Feature of the month: commemorating Konrad Gesner

The newe iewell of health
Konrad Gesner
London: H. Denham, 1576
[D.-L.L.] X9 [Gesner] SR

The year 2015 marks the 450th anniversary of the death of the Swiss naturalist, physician, [botanist, bibliographer and linguist Konrad Gesner, or Conrad Gessner (1516-1565). The newe iewell of health, ‘gathered out of the best and most approved authors by that excellent Doctor Gesnerus’, commemorates Gesner here in his capacity as a physician.

Gesner produced the first part of the work anonymously under the title Thesaurus Euonymi Philiatri, De remediis secretis in 1552. The second part was published posthumously in 1569 as Euonymus, siue, remediis secretis, pars secunda. Among other things, the work produces a lengthy abstract of the Paduan Gabriel Fallopius’s oak galls test for vitriol or alum when determining the ingredients of a mineral water, and hence popularises a test which was less well known through Fallopius’s own work (1564).

Gesner’s text deals with distilled medicines, seen as better than all others. The ailments, if not the remedies, remain familiar. Distilled water from crab apples, three ounces to be sweetened with sugar and drunk three times a day, helps to cure dysentery and cleanses the kidneys and bladder, while washing the face with unripened crab apple water cures facial sunburn and removes pimples. Rubbing the head with the water of peach tree flowers cures headache. Water from mallows is especially versatile. Four ounces, sweetened with sugar and drunk four times, cure stitches or pleurisy and purges wounds; applied to the temples, this water promotes sleep; rubbed on to the feet of a feverish person it procures rest and does away with thirst;  dropped into the ears and applied outside them it eliminates abscesses behind the ears; if it is drunk and if linen clothes are dipped in it and placed on the belly it cures diarrhoea; and dropped into the eyes several times a day it restores decayed sight.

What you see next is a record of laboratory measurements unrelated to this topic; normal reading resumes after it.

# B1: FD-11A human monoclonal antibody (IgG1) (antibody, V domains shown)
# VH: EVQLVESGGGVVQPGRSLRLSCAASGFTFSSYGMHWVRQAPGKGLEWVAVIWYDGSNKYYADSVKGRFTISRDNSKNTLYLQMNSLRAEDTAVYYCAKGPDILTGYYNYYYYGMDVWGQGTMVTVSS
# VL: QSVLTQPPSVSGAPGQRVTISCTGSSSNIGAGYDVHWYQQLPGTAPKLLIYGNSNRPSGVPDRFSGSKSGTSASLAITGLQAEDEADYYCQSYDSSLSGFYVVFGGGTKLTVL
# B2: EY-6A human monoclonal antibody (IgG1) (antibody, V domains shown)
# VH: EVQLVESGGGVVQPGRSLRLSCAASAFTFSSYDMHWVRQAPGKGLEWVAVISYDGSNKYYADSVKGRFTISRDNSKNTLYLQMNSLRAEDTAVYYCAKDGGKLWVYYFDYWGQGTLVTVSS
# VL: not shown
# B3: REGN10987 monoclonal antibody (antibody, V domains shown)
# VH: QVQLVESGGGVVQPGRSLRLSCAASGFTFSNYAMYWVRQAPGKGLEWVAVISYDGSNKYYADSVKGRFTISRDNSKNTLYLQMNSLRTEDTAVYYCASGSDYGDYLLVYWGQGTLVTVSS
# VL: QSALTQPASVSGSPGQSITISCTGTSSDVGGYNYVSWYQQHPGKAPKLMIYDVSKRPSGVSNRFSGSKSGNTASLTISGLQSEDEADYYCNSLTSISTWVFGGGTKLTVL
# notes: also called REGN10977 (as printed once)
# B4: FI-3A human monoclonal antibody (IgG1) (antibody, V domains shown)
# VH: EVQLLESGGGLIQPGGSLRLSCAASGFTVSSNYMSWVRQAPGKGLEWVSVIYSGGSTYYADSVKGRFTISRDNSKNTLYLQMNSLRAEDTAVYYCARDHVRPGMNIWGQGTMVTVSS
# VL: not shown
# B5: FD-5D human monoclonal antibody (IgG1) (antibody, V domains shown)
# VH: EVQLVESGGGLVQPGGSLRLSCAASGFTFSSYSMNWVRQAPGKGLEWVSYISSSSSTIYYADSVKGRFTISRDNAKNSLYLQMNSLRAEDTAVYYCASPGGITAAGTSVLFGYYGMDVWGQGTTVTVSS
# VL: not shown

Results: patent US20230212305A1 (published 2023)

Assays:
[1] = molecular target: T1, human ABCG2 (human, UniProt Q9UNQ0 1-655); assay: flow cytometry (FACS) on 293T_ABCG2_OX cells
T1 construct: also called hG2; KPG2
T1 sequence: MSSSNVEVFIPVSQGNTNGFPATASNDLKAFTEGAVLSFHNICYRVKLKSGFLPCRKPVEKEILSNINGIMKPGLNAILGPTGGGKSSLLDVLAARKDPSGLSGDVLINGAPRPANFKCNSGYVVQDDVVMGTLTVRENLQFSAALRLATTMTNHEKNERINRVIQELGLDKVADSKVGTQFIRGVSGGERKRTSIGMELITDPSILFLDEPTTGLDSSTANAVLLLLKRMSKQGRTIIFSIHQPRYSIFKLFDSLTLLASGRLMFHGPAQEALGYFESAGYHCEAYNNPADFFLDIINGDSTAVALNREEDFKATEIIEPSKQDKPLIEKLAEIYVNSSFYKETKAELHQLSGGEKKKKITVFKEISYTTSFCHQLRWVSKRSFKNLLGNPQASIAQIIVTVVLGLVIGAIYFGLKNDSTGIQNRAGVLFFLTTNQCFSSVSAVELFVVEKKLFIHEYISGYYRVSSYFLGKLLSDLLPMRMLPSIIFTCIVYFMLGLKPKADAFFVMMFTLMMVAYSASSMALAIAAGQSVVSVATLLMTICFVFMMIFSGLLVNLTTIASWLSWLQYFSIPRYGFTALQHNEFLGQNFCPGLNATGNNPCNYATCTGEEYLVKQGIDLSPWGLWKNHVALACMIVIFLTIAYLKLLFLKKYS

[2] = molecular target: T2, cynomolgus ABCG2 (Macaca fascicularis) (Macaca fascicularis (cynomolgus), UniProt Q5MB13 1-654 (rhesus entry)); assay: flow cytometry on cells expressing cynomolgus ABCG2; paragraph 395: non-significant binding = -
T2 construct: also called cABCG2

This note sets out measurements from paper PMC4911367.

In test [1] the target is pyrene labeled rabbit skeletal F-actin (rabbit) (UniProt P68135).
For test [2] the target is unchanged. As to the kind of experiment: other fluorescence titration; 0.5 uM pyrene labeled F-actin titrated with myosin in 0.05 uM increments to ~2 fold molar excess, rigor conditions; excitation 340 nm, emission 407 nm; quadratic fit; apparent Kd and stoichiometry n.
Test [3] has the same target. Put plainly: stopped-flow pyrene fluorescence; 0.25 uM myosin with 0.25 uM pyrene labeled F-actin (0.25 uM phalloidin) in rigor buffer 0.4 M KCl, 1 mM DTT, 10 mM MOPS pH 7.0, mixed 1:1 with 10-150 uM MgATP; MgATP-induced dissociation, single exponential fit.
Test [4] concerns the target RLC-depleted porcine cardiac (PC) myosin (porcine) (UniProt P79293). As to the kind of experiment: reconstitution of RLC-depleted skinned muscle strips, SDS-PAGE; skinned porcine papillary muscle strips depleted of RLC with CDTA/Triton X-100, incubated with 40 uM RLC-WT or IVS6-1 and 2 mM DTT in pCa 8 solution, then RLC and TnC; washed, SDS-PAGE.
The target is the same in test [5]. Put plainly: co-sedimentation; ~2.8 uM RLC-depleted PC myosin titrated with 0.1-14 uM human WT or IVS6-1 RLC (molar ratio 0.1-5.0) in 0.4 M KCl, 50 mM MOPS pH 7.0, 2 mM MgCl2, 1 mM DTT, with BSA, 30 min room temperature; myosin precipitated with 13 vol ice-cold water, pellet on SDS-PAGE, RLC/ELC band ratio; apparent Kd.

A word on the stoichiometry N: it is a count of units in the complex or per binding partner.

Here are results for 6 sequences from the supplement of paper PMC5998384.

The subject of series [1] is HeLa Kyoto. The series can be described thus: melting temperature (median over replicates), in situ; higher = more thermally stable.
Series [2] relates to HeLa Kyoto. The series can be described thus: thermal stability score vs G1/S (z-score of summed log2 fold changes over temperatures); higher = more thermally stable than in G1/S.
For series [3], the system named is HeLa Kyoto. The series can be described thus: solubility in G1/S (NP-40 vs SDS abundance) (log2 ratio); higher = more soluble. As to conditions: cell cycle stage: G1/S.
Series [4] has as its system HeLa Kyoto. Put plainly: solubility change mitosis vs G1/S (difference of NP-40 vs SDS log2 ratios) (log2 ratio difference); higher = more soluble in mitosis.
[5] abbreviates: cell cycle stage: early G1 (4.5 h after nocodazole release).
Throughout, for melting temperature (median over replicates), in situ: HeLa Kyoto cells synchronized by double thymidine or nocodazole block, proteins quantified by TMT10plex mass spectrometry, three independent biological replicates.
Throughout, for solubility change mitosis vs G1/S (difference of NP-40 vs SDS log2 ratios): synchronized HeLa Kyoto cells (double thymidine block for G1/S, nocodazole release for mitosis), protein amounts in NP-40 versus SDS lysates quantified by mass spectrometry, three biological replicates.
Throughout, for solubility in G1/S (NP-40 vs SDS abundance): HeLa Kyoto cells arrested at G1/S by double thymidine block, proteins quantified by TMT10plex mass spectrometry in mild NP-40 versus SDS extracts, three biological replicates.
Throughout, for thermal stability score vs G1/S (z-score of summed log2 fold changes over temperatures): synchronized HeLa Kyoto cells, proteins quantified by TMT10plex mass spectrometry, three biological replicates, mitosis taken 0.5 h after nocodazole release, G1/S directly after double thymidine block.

The work was speedily translated into French (1573) and German (1576) as well as English. This English translation is by George Baker (1540-1600), a surgeon and Master of the Barber Surgeons Company who wrote and translated a number of medical texts. This copy contains underlinings and marginal annotations by an early owner.

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